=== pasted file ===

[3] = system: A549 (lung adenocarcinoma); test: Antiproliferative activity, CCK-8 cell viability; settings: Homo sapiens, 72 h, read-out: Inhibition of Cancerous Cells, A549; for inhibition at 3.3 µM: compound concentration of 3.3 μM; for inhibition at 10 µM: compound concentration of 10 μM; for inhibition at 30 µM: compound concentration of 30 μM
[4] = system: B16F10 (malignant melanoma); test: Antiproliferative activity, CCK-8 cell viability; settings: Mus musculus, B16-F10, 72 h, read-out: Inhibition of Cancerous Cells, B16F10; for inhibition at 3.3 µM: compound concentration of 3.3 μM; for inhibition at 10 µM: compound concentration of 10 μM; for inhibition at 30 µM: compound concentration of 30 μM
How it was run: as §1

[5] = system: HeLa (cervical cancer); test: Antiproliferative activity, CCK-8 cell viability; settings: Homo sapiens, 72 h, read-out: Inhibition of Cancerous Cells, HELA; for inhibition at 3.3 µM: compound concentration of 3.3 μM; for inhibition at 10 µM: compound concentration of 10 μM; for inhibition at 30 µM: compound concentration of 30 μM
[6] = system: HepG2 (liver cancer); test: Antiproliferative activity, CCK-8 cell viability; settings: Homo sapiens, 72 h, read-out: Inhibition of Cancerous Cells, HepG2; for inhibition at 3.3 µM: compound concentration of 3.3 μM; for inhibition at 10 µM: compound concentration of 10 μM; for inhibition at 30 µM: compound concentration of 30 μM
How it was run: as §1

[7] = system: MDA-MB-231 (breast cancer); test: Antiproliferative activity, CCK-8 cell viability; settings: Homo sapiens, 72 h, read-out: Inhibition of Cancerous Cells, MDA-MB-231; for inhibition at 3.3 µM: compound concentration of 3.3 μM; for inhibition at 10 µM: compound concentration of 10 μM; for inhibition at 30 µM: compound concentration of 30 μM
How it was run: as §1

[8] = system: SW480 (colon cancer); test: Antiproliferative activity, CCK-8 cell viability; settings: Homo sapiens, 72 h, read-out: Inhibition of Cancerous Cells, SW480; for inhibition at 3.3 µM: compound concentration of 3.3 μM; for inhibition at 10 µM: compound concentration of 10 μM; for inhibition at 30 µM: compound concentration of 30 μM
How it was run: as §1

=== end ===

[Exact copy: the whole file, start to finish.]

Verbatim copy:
[3] = system: A549 (lung adenocarcinoma); test: Antiproliferative activity, CCK-8 cell viability; settings: Homo sapiens, 72 h, read-out: Inhibition of Cancerous Cells, A549; for inhibition at 3.3 µM: compound concentration of 3.3 μM; for inhibition at 10 µM: compound concentration of 10 μM; for inhibition at 30 µM: compound concentration of 30 μM
[4] = system: B16F10 (malignant melanoma); test: Antiproliferative activity, CCK-8 cell viability; settings: Mus musculus, B16-F10, 72 h, read-out: Inhibition of Cancerous Cells, B16F10; for inhibition at 3.3 µM: compound concentration of 3.3 μM; for inhibition at 10 µM: compound concentration of 10 μM; for inhibition at 30 µM: compound concentration of 30 μM
How it was run: as §1

[5] = system: HeLa (cervical cancer); test: Antiproliferative activity, CCK-8 cell viability; settings: Homo sapiens, 72 h, read-out: Inhibition of Cancerous Cells, HELA; for inhibition at 3.3 µM: compound concentration of 3.3 μM; for inhibition at 10 µM: compound concentration of 10 μM; for inhibition at 30 µM: compound concentration of 30 μM
[6] = system: HepG2 (liver cancer); test: Antiproliferative activity, CCK-8 cell viability; settings: Homo sapiens, 72 h, read-out: Inhibition of Cancerous Cells, HepG2; for inhibition at 3.3 µM: compound concentration of 3.3 μM; for inhibition at 10 µM: compound concentration of 10 μM; for inhibition at 30 µM: compound concentration of 30 μM
How it was run: as §1

[7] = system: MDA-MB-231 (breast cancer); test: Antiproliferative activity, CCK-8 cell viability; settings: Homo sapiens, 72 h, read-out: Inhibition of Cancerous Cells, MDA-MB-231; for inhibition at 3.3 µM: compound concentration of 3.3 μM; for inhibition at 10 µM: compound concentration of 10 μM; for inhibition at 30 µM: compound concentration of 30 μM
How it was run: as §1

[8] = system: SW480 (colon cancer); test: Antiproliferative activity, CCK-8 cell viability; settings: Homo sapiens, 72 h, read-out: Inhibition of Cancerous Cells, SW480; for inhibition at 3.3 µM: compound concentration of 3.3 μM; for inhibition at 10 µM: compound concentration of 10 μM; for inhibition at 30 µM: compound concentration of 30 μM
How it was run: as §1